Securing the Next Trillion of Chips via In-Memory and Immersed-in-Logic Design – Beyond Traditional Design Boundaries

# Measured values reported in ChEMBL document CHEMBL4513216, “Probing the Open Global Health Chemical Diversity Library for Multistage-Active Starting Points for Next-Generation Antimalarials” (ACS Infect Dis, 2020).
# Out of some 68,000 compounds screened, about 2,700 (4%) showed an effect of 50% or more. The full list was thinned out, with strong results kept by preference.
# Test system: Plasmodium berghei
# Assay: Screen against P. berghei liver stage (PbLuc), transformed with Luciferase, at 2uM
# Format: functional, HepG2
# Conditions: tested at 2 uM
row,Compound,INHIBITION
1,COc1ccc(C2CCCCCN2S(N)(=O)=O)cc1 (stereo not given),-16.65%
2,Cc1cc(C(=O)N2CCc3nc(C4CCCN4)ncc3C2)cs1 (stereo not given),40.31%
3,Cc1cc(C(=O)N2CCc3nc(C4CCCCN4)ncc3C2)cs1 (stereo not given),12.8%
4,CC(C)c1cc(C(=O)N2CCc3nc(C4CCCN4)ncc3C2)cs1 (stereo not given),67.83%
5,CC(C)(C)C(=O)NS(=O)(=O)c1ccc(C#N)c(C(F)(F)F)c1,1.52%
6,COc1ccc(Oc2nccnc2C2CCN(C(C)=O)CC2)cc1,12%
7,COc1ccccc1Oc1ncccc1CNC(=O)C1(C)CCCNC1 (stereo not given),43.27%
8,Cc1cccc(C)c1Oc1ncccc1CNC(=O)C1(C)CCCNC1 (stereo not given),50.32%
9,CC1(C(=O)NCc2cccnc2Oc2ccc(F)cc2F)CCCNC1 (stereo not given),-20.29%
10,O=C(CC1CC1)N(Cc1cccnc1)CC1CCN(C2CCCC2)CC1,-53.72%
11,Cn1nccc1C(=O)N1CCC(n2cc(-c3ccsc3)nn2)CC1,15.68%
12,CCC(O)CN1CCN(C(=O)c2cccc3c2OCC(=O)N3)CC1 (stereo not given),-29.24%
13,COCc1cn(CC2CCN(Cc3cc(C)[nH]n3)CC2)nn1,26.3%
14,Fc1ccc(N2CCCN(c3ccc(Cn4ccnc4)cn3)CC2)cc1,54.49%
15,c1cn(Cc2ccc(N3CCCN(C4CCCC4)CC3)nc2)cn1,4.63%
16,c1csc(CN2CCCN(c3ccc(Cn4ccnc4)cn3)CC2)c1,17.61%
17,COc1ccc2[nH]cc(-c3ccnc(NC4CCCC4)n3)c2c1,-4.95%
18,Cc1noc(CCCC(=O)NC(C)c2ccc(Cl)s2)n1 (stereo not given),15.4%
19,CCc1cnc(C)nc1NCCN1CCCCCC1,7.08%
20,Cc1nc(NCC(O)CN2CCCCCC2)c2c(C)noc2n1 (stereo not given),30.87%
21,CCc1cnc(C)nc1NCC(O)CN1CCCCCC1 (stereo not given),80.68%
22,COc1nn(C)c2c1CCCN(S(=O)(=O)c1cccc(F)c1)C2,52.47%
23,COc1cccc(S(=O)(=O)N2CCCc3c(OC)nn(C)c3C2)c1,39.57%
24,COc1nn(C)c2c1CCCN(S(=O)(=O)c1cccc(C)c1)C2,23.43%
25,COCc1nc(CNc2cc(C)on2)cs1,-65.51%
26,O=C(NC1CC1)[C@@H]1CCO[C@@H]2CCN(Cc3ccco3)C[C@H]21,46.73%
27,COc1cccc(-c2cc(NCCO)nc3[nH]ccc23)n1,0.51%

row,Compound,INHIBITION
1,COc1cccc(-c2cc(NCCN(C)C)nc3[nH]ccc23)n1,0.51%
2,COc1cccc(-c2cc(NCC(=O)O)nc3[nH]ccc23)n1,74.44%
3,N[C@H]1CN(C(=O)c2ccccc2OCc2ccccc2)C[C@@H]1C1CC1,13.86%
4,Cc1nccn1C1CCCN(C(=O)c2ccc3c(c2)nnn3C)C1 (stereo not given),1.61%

Divide-and-conquer design methodologies facilitate building block design, but conflict with basic security requirements, while also precluding opportunities for efficient system integration and inexpensive embedment of security features. Indeed, conventional design partitioning vastly facilitates the identification of attack targets, and reduces the related effort by focusing on specific areas of the overall attack surface. At the same time, the insertion of security primitives as standalone blocks is inherently additive in terms of area, power, design effort and integration effort, limiting their embeddability in low-cost devices (i.e., the vast majority of the upcoming trillion chips for the Internet of Things). In this keynote, the road towards ubiquitous hardware security is pursued from a primitive design perspective, designing PUFs and TRNGs that are inherently immersed in existing memory arrays and logic fabrics, and breaking the boundaries of traditional system partitioning. From a non-recurring engineering cost viewpoint, design and system integration entail lower effort and very low silicon area thanks to extensive circuit reuse, while also facilitating technology and design portability. At the same time, their immersed and distributed nature offers inherent physical-level obfuscation against several physical attacks targeting specific primitive instances with well-defined boundaries and ports, while also allowing full reuse of conventional techniques to protect memories and logic. Stricter data locality also facilitates architecture-level security, confining secure keys within the same logic module that they are used in (e.g., within the same cryptographic engine, or within the same memory encrypting its own data). Several silicon demonstrations are illustrated to quantify the benefits and the limits of existing techniques, and identify opportunities and challenges for the decade ahead. At the end of the keynote, fundamental directions on how to make hardware security more pervasive and unceasing are discussed.